All Around Us


The editor of Christianity Today, Carl F. H. Henry, is writing a series of articles on his recent visit to Israeli. In the current issue of the magazine which he edits, he begins a discussion of “The Messianic Concept In Israel.” This very interesting article demonstrates how little the Jews retain a hope for the coming of their Messiah as predicted in the Old Testament Scriptures. They have rejected the Christ Whom they crucified almost 2000 years ago, and, through the ages since, they have all but given up the hope of the coming of Christ.

After surveying the field of Hebrew thought in general and after speaking of the various currents of theological and philosophical thought that have shaped present-day Jewish thinking, the author of this article describes the current views of Messiah held in this tiny middle eastern country.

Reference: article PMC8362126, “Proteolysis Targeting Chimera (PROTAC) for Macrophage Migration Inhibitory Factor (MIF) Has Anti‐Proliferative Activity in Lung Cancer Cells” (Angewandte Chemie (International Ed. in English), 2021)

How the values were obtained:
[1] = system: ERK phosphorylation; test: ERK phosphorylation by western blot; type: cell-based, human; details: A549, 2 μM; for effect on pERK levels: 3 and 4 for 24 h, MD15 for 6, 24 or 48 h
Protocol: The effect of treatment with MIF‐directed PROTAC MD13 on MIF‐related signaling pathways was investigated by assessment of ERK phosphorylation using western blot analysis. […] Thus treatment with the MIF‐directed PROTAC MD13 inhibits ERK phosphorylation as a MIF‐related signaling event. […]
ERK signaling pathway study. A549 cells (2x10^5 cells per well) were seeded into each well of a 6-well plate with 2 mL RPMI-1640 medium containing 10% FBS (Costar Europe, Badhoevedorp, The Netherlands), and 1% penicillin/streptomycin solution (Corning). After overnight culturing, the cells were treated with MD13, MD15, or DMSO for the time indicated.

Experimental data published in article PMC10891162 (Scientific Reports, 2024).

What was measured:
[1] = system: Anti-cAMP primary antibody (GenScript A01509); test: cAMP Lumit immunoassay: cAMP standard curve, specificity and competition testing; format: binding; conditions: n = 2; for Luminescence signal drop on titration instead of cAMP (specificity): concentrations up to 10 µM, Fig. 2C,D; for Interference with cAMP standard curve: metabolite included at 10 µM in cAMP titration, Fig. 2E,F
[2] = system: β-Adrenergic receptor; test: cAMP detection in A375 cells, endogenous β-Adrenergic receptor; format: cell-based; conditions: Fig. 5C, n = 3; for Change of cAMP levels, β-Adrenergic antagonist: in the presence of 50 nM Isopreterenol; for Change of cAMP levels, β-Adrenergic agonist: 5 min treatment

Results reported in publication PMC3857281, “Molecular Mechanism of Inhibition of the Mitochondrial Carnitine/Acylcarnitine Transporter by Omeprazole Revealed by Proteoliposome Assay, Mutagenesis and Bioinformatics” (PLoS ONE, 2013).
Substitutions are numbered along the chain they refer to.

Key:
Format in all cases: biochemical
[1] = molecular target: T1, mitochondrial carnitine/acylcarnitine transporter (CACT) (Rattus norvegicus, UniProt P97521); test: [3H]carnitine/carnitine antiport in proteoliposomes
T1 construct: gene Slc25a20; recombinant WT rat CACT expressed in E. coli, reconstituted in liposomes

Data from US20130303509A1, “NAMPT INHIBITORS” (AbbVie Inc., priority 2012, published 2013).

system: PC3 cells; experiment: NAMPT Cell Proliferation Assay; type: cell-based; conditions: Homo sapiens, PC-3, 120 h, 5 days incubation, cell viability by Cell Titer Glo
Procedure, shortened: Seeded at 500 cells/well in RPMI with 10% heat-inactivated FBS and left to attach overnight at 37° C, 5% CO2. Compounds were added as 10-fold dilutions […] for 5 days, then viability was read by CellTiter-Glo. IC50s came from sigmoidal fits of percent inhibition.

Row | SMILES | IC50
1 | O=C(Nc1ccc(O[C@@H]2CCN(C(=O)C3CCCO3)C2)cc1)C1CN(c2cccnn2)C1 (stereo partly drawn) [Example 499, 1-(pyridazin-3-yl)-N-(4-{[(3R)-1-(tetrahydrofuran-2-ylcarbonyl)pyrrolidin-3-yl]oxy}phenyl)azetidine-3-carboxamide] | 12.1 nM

About 200-300 Christian Jews along with many Christian Arabs in Israel worship Jesus of Nazareth as the Messiah of the Old Testament promise and look for his return to usher in the millennial era. 

But the majority of Israelites reflect other lines of thought and speculation. While messianic vision remains, expectation of the Messiah has waned.

In the rest of the article the author explains what this means. He makes use of the summary of a long-time resident on the faculty of the Hebrew University of Jerusalem.